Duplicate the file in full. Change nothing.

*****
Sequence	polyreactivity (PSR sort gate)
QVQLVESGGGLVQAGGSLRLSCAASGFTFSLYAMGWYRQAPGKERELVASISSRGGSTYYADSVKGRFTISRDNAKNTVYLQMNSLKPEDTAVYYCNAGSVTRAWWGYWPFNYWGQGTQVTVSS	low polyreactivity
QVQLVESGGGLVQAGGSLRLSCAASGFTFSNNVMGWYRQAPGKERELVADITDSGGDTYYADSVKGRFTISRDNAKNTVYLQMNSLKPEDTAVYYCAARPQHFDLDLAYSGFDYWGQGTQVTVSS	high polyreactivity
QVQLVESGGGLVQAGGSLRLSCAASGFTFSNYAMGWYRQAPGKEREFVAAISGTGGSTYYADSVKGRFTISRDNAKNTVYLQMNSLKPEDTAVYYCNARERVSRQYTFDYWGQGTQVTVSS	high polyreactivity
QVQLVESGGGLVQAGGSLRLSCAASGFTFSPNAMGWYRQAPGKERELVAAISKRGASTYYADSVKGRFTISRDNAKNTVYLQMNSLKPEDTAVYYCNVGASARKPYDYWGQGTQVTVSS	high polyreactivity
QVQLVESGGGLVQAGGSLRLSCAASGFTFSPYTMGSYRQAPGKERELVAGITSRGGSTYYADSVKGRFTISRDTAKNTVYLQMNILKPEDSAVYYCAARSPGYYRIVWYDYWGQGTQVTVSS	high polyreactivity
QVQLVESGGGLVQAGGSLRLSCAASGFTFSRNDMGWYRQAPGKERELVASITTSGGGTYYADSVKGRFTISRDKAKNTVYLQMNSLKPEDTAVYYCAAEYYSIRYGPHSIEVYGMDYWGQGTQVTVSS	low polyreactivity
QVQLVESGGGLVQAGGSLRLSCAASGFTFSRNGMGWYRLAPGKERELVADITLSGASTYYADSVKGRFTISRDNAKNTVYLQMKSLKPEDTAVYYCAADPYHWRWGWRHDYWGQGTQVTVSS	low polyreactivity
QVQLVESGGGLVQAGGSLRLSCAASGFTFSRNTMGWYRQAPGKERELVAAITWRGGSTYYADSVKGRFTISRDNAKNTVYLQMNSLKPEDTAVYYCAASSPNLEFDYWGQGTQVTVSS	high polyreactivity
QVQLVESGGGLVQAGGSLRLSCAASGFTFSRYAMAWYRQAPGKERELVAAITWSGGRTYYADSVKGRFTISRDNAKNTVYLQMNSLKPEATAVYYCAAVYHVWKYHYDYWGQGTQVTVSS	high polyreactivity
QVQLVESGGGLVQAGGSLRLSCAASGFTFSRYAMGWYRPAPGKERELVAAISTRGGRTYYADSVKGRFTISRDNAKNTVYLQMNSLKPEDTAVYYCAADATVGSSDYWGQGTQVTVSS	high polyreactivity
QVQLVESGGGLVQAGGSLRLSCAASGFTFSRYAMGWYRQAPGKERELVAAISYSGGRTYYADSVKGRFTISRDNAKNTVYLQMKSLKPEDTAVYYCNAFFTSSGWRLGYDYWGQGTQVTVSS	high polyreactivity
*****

Sequence	polyreactivity (PSR sort gate)
QVQLVESGGGLVQAGGSLRLSCAASGFTFSLYAMGWYRQAPGKERELVASISSRGGSTYYADSVKGRFTISRDNAKNTVYLQMNSLKPEDTAVYYCNAGSVTRAWWGYWPFNYWGQGTQVTVSS	low polyreactivity
QVQLVESGGGLVQAGGSLRLSCAASGFTFSNNVMGWYRQAPGKERELVADITDSGGDTYYADSVKGRFTISRDNAKNTVYLQMNSLKPEDTAVYYCAARPQHFDLDLAYSGFDYWGQGTQVTVSS	high polyreactivity
QVQLVESGGGLVQAGGSLRLSCAASGFTFSNYAMGWYRQAPGKEREFVAAISGTGGSTYYADSVKGRFTISRDNAKNTVYLQMNSLKPEDTAVYYCNARERVSRQYTFDYWGQGTQVTVSS	high polyreactivity
QVQLVESGGGLVQAGGSLRLSCAASGFTFSPNAMGWYRQAPGKERELVAAISKRGASTYYADSVKGRFTISRDNAKNTVYLQMNSLKPEDTAVYYCNVGASARKPYDYWGQGTQVTVSS	high polyreactivity
QVQLVESGGGLVQAGGSLRLSCAASGFTFSPYTMGSYRQAPGKERELVAGITSRGGSTYYADSVKGRFTISRDTAKNTVYLQMNILKPEDSAVYYCAARSPGYYRIVWYDYWGQGTQVTVSS	high polyreactivity
QVQLVESGGGLVQAGGSLRLSCAASGFTFSRNDMGWYRQAPGKERELVASITTSGGGTYYADSVKGRFTISRDKAKNTVYLQMNSLKPEDTAVYYCAAEYYSIRYGPHSIEVYGMDYWGQGTQVTVSS	low polyreactivity
QVQLVESGGGLVQAGGSLRLSCAASGFTFSRNGMGWYRLAPGKERELVADITLSGASTYYADSVKGRFTISRDNAKNTVYLQMKSLKPEDTAVYYCAADPYHWRWGWRHDYWGQGTQVTVSS	low polyreactivity
QVQLVESGGGLVQAGGSLRLSCAASGFTFSRNTMGWYRQAPGKERELVAAITWRGGSTYYADSVKGRFTISRDNAKNTVYLQMNSLKPEDTAVYYCAASSPNLEFDYWGQGTQVTVSS	high polyreactivity
QVQLVESGGGLVQAGGSLRLSCAASGFTFSRYAMAWYRQAPGKERELVAAITWSGGRTYYADSVKGRFTISRDNAKNTVYLQMNSLKPEATAVYYCAAVYHVWKYHYDYWGQGTQVTVSS	high polyreactivity
QVQLVESGGGLVQAGGSLRLSCAASGFTFSRYAMGWYRPAPGKERELVAAISTRGGRTYYADSVKGRFTISRDNAKNTVYLQMNSLKPEDTAVYYCAADATVGSSDYWGQGTQVTVSS	high polyreactivity
QVQLVESGGGLVQAGGSLRLSCAASGFTFSRYAMGWYRQAPGKERELVAAISYSGGRTYYADSVKGRFTISRDNAKNTVYLQMKSLKPEDTAVYYCNAFFTSSGWRLGYDYWGQGTQVTVSS	high polyreactivity